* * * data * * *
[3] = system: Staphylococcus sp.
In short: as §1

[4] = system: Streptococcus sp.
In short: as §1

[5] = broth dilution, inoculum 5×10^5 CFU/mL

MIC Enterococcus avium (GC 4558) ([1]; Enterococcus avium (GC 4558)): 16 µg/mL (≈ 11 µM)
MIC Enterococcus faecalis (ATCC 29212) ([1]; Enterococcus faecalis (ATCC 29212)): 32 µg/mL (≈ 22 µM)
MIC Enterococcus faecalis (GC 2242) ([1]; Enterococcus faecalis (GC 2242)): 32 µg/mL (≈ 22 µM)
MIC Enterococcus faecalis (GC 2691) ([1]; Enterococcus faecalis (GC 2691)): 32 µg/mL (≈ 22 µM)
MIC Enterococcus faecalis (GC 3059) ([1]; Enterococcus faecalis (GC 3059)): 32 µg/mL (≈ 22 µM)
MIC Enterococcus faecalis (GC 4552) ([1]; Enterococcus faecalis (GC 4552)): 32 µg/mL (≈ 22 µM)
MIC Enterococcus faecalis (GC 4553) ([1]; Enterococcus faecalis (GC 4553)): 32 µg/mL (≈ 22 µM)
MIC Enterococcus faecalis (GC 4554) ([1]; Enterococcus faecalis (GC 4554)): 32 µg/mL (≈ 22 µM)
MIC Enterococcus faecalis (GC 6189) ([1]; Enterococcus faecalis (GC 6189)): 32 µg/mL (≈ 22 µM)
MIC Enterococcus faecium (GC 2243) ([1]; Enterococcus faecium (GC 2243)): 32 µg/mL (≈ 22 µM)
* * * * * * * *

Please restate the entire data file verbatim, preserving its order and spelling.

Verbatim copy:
[3] = system: Staphylococcus sp.
In short: as §1

[4] = system: Streptococcus sp.
In short: as §1

[5] = broth dilution, inoculum 5×10^5 CFU/mL

MIC Enterococcus avium (GC 4558) ([1]; Enterococcus avium (GC 4558)): 16 µg/mL (≈ 11 µM)
MIC Enterococcus faecalis (ATCC 29212) ([1]; Enterococcus faecalis (ATCC 29212)): 32 µg/mL (≈ 22 µM)
MIC Enterococcus faecalis (GC 2242) ([1]; Enterococcus faecalis (GC 2242)): 32 µg/mL (≈ 22 µM)
MIC Enterococcus faecalis (GC 2691) ([1]; Enterococcus faecalis (GC 2691)): 32 µg/mL (≈ 22 µM)
MIC Enterococcus faecalis (GC 3059) ([1]; Enterococcus faecalis (GC 3059)): 32 µg/mL (≈ 22 µM)
MIC Enterococcus faecalis (GC 4552) ([1]; Enterococcus faecalis (GC 4552)): 32 µg/mL (≈ 22 µM)
MIC Enterococcus faecalis (GC 4553) ([1]; Enterococcus faecalis (GC 4553)): 32 µg/mL (≈ 22 µM)
MIC Enterococcus faecalis (GC 4554) ([1]; Enterococcus faecalis (GC 4554)): 32 µg/mL (≈ 22 µM)
MIC Enterococcus faecalis (GC 6189) ([1]; Enterococcus faecalis (GC 6189)): 32 µg/mL (≈ 22 µM)
MIC Enterococcus faecium (GC 2243) ([1]; Enterococcus faecium (GC 2243)): 32 µg/mL (≈ 22 µM)